If the audience was hostile then the presenter could be said to be even more so: Nick Robinson. Who could forget him being caught out manipulating a news report with his famous “He didn’t answer” line. Such was the furore over his behaviour, that there were calls for him to resign during a BBC Bias protest and an online petition gathered almost 20,000 signatures calling for him to be sacked. With David Dimbleby unavailable clearly a replacement had to be found, but Nick Robinson? Was Sarah Smith ill?

So, an at first glance hostile audience and a less than impartial presenter. What could possibly go right…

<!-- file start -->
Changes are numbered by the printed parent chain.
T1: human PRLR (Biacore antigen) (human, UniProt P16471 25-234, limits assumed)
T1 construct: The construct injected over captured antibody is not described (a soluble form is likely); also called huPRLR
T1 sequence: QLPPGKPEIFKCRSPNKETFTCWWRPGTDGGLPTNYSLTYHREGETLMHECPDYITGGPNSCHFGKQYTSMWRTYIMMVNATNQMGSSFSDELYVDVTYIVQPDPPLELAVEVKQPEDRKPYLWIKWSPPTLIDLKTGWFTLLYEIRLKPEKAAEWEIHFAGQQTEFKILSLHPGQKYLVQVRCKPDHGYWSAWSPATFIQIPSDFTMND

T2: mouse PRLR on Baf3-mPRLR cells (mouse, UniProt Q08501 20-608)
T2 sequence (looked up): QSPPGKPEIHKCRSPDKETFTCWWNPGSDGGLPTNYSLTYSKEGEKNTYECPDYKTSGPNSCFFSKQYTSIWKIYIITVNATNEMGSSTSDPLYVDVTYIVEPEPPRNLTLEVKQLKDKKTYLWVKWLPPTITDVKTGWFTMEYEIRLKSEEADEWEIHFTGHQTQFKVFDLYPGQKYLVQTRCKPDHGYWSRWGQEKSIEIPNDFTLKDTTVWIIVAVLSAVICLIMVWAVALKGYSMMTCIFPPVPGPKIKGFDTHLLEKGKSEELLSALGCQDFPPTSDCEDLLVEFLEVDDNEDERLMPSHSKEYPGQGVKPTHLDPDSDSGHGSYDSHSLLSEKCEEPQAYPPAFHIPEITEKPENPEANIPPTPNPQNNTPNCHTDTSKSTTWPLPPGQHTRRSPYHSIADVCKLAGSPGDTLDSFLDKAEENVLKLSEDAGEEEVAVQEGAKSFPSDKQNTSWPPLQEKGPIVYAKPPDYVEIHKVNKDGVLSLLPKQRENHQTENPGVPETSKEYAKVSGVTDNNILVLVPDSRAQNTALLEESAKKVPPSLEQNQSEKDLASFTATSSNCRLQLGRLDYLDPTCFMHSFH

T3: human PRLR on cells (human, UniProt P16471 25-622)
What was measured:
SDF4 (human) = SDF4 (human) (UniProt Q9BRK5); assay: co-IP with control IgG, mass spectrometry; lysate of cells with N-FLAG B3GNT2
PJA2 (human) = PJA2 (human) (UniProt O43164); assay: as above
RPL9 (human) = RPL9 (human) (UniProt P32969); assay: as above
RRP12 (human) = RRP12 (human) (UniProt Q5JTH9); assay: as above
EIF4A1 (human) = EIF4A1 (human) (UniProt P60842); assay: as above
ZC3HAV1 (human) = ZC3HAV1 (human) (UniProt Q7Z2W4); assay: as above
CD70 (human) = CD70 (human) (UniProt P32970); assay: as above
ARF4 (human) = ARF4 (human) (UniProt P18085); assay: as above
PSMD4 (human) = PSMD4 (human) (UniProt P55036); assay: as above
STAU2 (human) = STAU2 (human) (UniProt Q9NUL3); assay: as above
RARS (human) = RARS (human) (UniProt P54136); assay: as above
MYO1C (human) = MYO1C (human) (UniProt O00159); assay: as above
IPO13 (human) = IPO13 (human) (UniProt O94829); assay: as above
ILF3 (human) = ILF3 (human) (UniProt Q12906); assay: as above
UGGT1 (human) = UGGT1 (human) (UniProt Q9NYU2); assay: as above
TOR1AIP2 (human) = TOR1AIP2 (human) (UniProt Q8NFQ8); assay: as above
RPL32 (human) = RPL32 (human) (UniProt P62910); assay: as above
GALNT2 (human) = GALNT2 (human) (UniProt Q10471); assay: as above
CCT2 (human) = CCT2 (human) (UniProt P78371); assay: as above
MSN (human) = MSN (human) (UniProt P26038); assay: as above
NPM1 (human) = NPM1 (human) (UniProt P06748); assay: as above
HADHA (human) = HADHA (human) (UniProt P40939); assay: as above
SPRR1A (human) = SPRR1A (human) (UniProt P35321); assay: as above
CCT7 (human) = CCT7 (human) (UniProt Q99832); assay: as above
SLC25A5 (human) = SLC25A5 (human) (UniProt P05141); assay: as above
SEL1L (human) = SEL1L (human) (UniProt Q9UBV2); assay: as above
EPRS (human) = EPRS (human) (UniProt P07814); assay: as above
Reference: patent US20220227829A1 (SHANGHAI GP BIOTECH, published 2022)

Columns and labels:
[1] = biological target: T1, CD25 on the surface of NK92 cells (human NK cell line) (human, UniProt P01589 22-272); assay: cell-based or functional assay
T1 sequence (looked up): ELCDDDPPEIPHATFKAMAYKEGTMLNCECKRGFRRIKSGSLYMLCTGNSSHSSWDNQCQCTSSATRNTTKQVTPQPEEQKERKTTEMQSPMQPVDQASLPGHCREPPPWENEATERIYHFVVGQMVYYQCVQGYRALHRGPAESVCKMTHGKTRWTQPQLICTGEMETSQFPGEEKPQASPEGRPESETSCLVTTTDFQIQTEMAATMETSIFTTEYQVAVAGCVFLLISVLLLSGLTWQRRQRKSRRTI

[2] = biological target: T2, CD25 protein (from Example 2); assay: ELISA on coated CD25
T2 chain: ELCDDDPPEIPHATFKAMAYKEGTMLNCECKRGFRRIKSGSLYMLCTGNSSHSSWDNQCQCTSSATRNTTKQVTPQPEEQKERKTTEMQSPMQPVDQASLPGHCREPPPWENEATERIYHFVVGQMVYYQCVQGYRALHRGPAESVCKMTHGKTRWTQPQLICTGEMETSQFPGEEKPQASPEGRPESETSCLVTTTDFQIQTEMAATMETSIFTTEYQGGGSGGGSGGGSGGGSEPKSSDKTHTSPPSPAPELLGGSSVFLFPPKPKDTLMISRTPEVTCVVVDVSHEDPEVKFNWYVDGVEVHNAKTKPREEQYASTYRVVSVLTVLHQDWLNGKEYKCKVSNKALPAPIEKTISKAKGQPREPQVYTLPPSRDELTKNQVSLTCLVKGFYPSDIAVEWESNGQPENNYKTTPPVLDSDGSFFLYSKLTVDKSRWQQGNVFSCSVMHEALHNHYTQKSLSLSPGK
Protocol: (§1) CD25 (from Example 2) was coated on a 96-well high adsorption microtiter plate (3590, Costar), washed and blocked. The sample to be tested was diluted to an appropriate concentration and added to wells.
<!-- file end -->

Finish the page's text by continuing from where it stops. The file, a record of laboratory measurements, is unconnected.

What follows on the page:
Tim Farron of the Lib-Dems was first up and gave a competent performance, managing to deflect previous criticism of his views on homosexuality and he was also able to point to his defiance of his party’s coalition deal which saw them u-turn on tuition fees. I did manage to criticise his stance on wanting a second Brexit referendum but not a Scottish referendum. To me it seems abundantly clear that as a minority party the Lib-Dems will not be in a position to deliver such a second EU referendum, and with both Labour and the Tories committed to Brexit, Scotland within the UK is on its way out of Europe. Given that Scotland indirectly endorsed the EU in 2014 when it was told a No vote would secure its place in Europe, and then directly endorsed it in 2016, surely the only for Scotland to be able to get into the EU was through independence? He didn’t answer directly but did state in response to the topic that his reason for rejecting a second Scottish referendum was that there was a full prospectus produced called Scotlands Future which the Scottish people rejected. He doesn’t seem bothered that the winning side produced no such prospectus and got their win on the back of a Daily Record front page vow. Had it been pasted on the side of a bus perhaps he’d think differently.